The NSW government has appointed Richard Crookes Constructions to build the $344 million Art Gallery of New South Wales (AGNSW) expansion project, Sydney Modern, designed by Pritzker Prize-winning practice SANAA.
The Japanese practice won an invited competition to design the project in 2015. Its winning scheme comprised a series of pavilions cascading towards Sydney Harbour.
The expansion project will almost double the current amount of exhibition space in the gallery and is expected to increase visitation to 2 million people per year.
The project will also include an outdoor art garden, which will connect the existing 1897 Vernon wing to the new building. Other landscapes, all designed by McGregor Coxall, include a new entry plaza and rooftop art terraces.
An underground disused World War II naval fuel bunker will also be converted into a contemporary arts space.
“The Sydney Modern Project will offer outstanding arts and cultural experiences to the community and visitors from across the world,” said NSW premier Gladys Berejiklian.
AGNSW director David Brand added, “We look forward to the next stage of the project that will bring physical form to SANAA’s magnificent design. We are creating an extraordinary building that will transform our institution and the way visitors engage with art.”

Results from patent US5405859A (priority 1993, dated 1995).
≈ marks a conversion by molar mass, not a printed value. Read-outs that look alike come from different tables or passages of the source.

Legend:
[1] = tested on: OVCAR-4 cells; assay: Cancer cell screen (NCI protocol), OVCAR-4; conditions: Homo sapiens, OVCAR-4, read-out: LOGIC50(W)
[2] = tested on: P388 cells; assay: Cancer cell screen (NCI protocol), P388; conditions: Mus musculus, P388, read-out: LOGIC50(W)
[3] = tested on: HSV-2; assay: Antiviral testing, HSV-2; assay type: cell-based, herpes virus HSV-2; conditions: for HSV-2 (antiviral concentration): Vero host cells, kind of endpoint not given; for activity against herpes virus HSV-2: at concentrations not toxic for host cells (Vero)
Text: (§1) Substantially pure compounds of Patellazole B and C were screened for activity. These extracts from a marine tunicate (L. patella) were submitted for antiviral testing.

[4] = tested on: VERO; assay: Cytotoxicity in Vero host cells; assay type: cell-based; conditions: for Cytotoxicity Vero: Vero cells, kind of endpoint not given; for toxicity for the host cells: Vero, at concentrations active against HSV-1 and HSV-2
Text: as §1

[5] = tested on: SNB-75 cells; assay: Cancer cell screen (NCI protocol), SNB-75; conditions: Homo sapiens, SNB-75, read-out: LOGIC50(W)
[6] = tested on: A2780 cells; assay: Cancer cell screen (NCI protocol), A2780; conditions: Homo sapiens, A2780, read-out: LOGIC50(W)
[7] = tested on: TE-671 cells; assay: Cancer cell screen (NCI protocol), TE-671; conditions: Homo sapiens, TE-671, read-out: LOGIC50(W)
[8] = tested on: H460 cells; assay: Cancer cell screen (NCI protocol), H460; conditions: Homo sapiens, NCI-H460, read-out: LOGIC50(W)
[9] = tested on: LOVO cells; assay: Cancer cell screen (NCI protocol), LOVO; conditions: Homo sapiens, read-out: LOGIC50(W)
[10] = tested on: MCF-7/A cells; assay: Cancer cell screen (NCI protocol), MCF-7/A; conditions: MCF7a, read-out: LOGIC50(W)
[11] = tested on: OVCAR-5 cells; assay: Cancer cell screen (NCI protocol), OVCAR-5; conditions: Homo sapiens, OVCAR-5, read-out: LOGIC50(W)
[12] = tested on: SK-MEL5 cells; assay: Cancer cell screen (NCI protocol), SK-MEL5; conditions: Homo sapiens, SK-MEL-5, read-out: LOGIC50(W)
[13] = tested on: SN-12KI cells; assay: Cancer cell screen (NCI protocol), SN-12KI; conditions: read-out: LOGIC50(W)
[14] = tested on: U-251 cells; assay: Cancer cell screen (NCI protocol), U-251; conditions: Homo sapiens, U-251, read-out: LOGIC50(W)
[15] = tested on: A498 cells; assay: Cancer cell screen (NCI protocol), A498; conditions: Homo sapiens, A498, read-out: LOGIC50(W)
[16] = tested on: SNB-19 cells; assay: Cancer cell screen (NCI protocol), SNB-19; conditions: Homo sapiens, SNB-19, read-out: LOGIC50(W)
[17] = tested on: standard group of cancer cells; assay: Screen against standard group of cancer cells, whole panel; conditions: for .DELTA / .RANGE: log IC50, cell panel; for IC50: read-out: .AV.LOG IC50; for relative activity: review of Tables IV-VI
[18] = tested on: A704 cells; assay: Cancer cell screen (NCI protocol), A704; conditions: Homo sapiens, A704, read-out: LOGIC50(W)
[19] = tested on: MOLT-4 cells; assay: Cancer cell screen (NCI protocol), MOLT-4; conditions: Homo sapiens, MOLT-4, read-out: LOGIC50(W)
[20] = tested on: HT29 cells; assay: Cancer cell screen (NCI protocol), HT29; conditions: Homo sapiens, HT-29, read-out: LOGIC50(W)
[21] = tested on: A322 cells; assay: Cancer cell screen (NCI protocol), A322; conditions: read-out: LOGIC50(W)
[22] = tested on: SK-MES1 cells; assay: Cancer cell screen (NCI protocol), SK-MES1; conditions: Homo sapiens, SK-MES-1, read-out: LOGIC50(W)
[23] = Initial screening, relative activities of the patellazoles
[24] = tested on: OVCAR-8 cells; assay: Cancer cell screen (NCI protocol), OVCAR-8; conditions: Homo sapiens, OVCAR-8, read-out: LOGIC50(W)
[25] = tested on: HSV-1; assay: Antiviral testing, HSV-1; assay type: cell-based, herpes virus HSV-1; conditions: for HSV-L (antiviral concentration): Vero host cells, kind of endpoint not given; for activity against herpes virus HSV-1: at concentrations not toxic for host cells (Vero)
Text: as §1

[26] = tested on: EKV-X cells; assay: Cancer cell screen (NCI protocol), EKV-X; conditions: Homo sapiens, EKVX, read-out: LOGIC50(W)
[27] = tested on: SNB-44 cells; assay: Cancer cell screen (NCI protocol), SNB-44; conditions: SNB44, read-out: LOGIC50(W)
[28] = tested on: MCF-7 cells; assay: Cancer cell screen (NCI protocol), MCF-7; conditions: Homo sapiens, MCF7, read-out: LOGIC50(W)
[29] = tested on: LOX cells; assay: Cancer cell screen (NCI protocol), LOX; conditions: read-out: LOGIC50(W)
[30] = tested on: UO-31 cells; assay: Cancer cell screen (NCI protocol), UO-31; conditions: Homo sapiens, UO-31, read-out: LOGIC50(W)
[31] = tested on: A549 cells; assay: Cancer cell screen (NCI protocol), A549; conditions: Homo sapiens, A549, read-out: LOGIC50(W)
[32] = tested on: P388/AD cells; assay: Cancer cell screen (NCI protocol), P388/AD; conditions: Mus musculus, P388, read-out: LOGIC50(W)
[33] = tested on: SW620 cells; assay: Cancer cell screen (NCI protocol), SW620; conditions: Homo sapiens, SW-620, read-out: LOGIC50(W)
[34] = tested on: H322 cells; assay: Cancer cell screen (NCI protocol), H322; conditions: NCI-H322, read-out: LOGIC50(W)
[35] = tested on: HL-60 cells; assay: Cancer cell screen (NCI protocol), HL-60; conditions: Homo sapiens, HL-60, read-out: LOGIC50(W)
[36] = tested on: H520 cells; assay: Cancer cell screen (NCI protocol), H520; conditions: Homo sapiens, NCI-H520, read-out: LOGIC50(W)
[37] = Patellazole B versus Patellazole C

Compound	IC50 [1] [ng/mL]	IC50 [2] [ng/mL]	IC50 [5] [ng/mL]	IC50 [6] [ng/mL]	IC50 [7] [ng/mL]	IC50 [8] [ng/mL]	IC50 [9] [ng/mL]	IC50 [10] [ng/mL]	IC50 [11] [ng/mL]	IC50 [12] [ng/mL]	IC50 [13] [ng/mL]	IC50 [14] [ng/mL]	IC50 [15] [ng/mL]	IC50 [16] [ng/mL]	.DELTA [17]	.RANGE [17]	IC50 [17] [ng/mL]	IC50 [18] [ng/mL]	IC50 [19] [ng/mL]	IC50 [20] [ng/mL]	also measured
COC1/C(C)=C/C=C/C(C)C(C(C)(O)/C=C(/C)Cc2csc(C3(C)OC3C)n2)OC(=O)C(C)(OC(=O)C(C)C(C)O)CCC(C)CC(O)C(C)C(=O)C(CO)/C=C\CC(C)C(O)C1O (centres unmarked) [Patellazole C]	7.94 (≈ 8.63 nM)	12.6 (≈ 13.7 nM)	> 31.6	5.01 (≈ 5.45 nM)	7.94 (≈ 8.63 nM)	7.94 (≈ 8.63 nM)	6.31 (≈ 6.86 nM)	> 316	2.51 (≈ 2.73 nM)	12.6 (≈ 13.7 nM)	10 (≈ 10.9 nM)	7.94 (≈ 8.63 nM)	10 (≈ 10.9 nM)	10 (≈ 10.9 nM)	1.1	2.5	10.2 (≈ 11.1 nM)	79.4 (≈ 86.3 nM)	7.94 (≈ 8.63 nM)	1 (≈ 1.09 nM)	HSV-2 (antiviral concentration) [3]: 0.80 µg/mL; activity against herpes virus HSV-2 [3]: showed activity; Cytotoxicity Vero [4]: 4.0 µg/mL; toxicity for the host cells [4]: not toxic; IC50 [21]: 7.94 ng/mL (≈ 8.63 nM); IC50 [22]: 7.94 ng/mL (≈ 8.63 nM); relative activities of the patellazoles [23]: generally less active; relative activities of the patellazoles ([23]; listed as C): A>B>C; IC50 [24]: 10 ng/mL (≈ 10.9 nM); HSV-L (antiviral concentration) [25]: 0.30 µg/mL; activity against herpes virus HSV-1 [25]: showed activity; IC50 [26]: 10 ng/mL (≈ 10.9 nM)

The project has faced intense scrutiny throughout its history. It was originally criticised for its size and choice of location – over a land ridge that forms part of the parklands of the Royal Botanic Gardens and the Domain. Former prime minister Paul Keating described it as “a swollen lump of [a] megaplex on the bridge across the expressway.”
The project was redesigned following a significant reduction in budget (from an original estimate of $450 million to $344 million) in 2017.
Most recently, a cost dispute between the NSW government and Lendlease threatened to derail the project, after Lendlease withdrew its tender construct the project.
Sydney Modern is due to start construction in the coming months and completion is expected in 2022. It was originally slated for completion in 2021 in time for the gallery’s 150th anniversary.